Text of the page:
Brazil will go through two crucial Sundays this October. This Sunday, the first round of the municipal elections will be held. These elections will choose more than 5,500 posts, and more than 140 million citizens will vote. If it becomes necessary, there will be a second round next October 28th.
The massive amount of voters and the complex logistics of the Brazilian elections could be intimidating, given the size of the task being assumed by the country in each electoral event. However, the nation has been developing for almost 20 years one of the most successful electronic voting systems in the world. Up to now, the one observation on this giant’s automations is that its voting machines do not print a vote receipt on paper, which would help to settle eventual controversies by comparing them to the automated results.
Although this aspect is still under debate, the Superior Electoral Court (TSE) has hinted that the emission of a paper vote receipt could be implemented in the future in order to reinforce electoral warranties. The Brazilian government developed its own technology, supported by the services of specialized companies, and it automated all the phases of the elections: voter identification, voting, scrutiny, and tallying. This system has been exported to different countries, which pay a rental fee to use the equipment and guarantee its maintenance.
The Brazilian electronic voting is very simple. Voters will use a ballot box that consists in a biometric identifier—fingerprint scanner—, which allows the voter, once his or her identity is confirmed, to use a small screen and a number keyboard to check the numbers assigned to his or her preferred candidate. The voter then verifies his or her vote on the picture that shows up on the screen presses the “confirm” key, and that’s it. If the elector does not want to vote for any of the candidates, he or she can press the “blank” key, or there is also the alternative of making the vote null by pressing random numbers and pressing “confirm”. For the storage of data, two flash memory cards and one magnetic disk are used. At the closure of the process, various reports are printed with the results of the election, and one is stored in the magnetic disk, which is then transmitted on an exclusive, safe network to regional court and TSE computers for consolidation. The system is subjected to many audits and requires electronic signatures from all of the actors.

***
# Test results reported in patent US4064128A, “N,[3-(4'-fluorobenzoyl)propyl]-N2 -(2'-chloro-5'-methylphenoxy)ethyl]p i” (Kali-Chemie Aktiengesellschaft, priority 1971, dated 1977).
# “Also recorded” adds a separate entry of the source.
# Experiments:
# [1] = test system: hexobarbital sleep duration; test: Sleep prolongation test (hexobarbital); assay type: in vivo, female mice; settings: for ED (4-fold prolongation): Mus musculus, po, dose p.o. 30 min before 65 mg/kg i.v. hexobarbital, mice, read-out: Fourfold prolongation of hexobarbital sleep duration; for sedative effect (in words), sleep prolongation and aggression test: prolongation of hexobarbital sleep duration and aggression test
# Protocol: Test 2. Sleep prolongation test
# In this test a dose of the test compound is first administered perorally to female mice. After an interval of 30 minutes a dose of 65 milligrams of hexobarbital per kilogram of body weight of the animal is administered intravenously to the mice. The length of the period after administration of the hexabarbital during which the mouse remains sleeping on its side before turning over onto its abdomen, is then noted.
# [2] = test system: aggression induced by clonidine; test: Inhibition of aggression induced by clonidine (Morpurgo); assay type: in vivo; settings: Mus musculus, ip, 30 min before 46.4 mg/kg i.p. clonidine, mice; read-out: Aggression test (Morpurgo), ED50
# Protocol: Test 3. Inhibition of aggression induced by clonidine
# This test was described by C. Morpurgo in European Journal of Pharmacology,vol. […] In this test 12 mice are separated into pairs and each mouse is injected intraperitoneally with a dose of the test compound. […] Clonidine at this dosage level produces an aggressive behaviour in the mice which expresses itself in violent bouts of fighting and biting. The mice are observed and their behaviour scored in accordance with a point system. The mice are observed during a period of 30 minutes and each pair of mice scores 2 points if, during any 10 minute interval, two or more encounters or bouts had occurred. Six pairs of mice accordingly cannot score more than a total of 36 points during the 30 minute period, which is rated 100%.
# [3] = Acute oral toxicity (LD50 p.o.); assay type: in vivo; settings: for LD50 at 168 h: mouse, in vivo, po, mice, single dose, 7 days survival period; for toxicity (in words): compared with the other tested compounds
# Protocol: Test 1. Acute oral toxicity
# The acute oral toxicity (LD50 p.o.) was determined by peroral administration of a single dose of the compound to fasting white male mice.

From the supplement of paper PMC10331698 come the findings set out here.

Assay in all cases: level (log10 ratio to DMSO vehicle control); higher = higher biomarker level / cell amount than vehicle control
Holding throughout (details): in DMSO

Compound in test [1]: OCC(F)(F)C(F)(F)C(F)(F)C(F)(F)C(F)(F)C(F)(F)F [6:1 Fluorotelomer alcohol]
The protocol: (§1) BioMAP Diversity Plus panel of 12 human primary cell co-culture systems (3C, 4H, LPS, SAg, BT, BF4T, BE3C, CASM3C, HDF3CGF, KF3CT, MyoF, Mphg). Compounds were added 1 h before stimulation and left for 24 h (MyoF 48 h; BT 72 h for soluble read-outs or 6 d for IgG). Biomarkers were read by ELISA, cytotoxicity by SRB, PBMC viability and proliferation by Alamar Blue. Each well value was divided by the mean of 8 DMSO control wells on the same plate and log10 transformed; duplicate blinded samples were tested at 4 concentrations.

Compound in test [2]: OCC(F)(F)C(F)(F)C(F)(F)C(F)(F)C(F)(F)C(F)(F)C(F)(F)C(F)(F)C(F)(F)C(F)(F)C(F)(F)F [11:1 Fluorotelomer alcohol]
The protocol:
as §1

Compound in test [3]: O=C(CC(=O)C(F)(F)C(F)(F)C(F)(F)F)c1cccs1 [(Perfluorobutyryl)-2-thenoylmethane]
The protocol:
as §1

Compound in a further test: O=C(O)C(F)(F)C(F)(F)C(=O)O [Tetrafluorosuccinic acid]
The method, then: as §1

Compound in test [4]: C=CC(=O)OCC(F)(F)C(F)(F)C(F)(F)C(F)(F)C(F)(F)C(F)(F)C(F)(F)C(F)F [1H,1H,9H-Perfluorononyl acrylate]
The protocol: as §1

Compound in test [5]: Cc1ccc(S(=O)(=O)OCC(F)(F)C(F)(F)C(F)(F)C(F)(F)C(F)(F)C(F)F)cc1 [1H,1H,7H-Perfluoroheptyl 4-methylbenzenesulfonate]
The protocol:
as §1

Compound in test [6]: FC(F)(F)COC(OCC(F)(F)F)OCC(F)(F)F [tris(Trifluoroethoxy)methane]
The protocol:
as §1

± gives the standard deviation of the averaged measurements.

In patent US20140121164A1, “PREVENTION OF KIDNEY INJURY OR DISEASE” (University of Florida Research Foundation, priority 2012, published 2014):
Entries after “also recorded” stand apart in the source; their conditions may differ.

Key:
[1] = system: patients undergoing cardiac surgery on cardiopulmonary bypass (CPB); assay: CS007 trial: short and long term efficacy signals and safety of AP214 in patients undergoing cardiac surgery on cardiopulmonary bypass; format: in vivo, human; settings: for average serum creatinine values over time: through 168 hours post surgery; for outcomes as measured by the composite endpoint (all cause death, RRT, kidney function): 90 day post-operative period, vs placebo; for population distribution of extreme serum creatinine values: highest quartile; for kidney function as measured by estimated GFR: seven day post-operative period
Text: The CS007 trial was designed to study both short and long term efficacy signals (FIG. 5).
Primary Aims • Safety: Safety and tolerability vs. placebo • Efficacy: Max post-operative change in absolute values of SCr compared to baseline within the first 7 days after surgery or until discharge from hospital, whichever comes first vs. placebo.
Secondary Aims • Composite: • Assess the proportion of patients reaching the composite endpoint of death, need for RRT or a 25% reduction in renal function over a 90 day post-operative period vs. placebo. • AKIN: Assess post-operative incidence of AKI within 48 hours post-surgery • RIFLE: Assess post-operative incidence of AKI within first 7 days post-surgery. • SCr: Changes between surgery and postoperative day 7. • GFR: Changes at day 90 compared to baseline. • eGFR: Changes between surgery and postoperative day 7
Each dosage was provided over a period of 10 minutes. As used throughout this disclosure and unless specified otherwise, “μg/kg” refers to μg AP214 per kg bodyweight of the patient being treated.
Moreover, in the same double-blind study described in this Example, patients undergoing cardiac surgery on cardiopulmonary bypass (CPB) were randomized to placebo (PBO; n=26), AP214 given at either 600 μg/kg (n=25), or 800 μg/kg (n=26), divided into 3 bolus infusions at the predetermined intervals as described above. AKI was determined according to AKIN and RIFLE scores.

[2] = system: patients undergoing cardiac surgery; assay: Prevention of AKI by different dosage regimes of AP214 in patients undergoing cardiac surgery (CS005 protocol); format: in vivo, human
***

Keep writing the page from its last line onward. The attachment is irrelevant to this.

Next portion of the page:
On Brazil’s plus side is the fact that the law authorizes showing results to the citizens practically in real time, that is, shortly after the polling stations are closed and scrutiny begins. With this legal possibility, the speed of e-voting rockets infinitely, because since the TSE does not have to consult political actors on the results, it can upload them to its website’s as they reach the consolidation center.
Technology is synonymous with solution, and Brazil is perfectly aware of that. In October, it will test once again its worth as a forerunner of electronic voting in the region.